Half a croissant, on a plate, with a sign in front of it saying '50c'
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Cityname Light Beacons

Makes sure witch city you are passing by plane
 
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Just two days ago I've been flying with very clear weather at night from Quito to Madrid to Amsterdam. Especially the last part made me ask myself the same question over and over again; Which city is it I can clearly see from here, looking through the airplane-window?

As an answer to this question I suppose a lightbeacon could be placed so it will be clear what city I can see from the plane. At the size of a soccerfield, in four directions the name of the city can be spelled out. It's something that makes the flight more interesting (and documented), and can even support tourism; 'WOW, that city is enlighting, let's go there next time!'.

BartJan, Oct 31 2002

International Dark Sky Assn. http://www.darksky.org/
Campaign to design city lights to spew less light upward [krelnik, Oct 04 2004, last modified Oct 21 2004]

Aerial View HUD http://www.halfbake...Aerial_20View_20HUD
A modest counter-proposal [krelnik, Oct 04 2004]

[link]






       <sp>which</sp>   

       Witch cities only exist in Africa and New England.
PeterSilly, Nov 01 2002
  

       Welcome to WITCH CITY, your plane is about to be beamed down...
BartJan, Nov 01 2002
  

       As someone who also enjoys looking out airplane windows at the scenery below, I sympathise with the goal. However, as an amateur astronomy buff I can't support any idea that deliberately spews yet more waste light up into the air, making it increasingly difficult for folks to see the sky at night. I live in a big city, and when I want to see a decent sky full of stars I have to drive over 100 miles first. Please don't make this worse.   

       There are millions of kids growing up in big cities today who have never seen the stars.
krelnik, Nov 01 2002
  

       In line of your annotation [krelnik], which I support, it should be created with the light that's allready been wasted. Recycling of light. Blocks of houses in formation of the city's name. And even better, especially here in Holland, the greenhouses waste so much light in such a bright way, that it allso could be used that way.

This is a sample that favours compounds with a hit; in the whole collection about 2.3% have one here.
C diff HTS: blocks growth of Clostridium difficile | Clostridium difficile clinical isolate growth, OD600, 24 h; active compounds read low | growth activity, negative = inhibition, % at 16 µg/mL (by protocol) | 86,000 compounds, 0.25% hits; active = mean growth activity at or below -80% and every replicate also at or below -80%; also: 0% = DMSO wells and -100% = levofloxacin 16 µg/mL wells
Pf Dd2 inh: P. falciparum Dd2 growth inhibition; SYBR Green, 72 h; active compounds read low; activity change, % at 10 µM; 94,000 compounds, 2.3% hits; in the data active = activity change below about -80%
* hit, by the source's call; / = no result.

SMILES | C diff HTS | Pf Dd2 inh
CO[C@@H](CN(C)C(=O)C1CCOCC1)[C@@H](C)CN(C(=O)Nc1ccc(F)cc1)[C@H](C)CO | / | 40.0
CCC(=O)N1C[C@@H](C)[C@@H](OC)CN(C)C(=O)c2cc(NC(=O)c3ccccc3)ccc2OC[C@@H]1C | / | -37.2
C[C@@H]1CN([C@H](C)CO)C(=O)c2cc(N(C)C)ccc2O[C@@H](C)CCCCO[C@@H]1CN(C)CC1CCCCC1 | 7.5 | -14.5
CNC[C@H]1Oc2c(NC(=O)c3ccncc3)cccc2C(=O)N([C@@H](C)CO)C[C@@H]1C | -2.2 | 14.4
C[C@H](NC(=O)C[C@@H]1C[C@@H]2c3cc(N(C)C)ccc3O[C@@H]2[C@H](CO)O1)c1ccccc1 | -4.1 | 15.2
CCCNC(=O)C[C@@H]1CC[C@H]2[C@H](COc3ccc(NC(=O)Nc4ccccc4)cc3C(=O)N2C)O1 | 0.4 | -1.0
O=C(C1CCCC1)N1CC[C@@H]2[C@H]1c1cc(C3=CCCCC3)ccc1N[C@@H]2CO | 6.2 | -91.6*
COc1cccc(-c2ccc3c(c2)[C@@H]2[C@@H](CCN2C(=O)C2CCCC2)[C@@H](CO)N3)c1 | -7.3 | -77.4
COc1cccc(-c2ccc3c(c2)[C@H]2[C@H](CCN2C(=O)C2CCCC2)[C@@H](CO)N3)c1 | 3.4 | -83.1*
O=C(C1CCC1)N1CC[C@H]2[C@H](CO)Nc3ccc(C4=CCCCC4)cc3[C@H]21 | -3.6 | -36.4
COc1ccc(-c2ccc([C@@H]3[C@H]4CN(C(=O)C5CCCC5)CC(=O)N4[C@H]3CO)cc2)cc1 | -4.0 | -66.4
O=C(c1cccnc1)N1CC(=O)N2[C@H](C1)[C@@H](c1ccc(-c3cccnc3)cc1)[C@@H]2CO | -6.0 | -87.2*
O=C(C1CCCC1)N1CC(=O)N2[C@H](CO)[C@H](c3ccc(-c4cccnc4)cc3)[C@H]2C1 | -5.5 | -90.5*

BartJan, Nov 01 2002
  

       I say we ban telescopes and star gazing or, at least, levy heavy taxes against the practice. Also, a special gas tax should be added to those people who drive ridiculous lengths, wasting public fuel resources, just to look at a canvas that hasn't changed much in the last, oh, 100,000,000 years. In fact, roadside checkpoints could be raised to stop cars and search for telescopes without the appropriate fuel tax stamps. The amount could be rated against factors like overall mirror size, effective focal length, photography capabilities, etc. Telescopes with terrestrial-only mountings would be exempt.   

       As for the idea, perhaps if you used a projection system mounted atop a tall building that projected the cityname down onto a large flat "projection screen" area, less light would be lost to mingle in the heavens.   

       In any case, the intensity with which the city name needs to be lighted with doesn't need to be particularly intense, just distinctive. Very dim light is visible from an aircraft.
bristolz, Nov 01 2002
  

       Why not plan the street layout of any new city to spell out its name? It would also simplify giving directions ("Go up to the top of the "T" and turn left, you can't miss it").
friendlyfire, Nov 01 2002
  

       Wouldnt it just be easier to have an announcement/display on the aeroplane (thats the brit spelling, dont knock it) letting the passengers know what city they're passing? The pilot already has navigation equipment and stuff so he could use it to let the passengers know. The beacon might also create a glare effect so that the darker background features of the city cant be seen.
MrKangaroo, Nov 04 2002
  

       I never blither. Blather, maybe . . . . As for the big bad Krelnik A0124T asteroid that's going to hit the Earth, I'd just as soon not know about it ahead of time. What are you going to do, throw your Celestron at it?   

       In fact, taxes should be especially severe for those searching for such asteroids.
bristolz, Nov 04 2002
  

       a problem with all these ideas is that you would have to lay out the name such that it is oriented in the right direction fo rviewing from more than one direction
engineer1, Mar 02 2004
  
      
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